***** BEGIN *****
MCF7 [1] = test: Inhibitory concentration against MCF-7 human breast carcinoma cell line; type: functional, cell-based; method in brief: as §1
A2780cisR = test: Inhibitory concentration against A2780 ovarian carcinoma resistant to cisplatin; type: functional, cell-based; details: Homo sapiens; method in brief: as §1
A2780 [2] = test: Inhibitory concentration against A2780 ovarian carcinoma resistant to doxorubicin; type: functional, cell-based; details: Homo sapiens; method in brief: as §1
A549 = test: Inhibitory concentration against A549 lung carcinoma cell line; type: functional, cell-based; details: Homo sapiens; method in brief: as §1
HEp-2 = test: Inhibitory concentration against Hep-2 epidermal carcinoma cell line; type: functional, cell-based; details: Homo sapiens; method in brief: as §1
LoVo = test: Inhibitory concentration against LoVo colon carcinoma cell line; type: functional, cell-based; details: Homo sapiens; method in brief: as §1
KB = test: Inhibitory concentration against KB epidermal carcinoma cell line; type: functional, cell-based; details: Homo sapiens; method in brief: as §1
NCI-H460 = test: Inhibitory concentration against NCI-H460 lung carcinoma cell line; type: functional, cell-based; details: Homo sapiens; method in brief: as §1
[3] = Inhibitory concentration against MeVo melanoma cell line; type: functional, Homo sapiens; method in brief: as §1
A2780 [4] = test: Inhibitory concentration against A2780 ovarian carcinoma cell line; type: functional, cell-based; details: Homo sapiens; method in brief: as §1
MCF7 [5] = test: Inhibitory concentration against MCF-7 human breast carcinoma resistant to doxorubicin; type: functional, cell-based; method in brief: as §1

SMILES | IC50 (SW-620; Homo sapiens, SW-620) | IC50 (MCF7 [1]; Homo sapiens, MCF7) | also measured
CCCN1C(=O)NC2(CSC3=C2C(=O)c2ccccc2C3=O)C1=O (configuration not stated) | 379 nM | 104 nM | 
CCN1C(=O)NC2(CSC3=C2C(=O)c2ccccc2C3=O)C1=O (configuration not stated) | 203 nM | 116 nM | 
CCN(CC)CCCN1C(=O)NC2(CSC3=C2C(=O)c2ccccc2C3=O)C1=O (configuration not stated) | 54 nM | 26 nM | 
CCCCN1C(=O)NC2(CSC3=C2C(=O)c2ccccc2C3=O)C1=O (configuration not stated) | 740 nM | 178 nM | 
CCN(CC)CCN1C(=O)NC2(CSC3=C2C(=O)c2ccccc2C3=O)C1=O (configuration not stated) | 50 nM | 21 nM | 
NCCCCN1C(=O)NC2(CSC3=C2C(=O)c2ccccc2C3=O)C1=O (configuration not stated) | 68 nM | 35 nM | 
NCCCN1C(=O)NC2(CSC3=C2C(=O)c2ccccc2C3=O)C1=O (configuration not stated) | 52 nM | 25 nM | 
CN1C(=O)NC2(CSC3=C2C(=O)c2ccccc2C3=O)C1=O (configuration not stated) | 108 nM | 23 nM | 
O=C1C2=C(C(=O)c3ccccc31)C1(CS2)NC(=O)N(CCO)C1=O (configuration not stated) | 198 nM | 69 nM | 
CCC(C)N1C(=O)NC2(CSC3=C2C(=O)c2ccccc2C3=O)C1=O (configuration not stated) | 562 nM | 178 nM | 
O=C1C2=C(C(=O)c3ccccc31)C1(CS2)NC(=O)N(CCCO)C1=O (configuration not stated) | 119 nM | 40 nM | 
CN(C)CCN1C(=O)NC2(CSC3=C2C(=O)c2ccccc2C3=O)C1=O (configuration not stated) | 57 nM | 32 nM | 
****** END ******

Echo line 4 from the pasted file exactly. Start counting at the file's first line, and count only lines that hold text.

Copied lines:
A549 = test: Inhibitory concentration against A549 lung carcinoma cell line; type: functional, cell-based; details: Homo sapiens; method in brief: as §1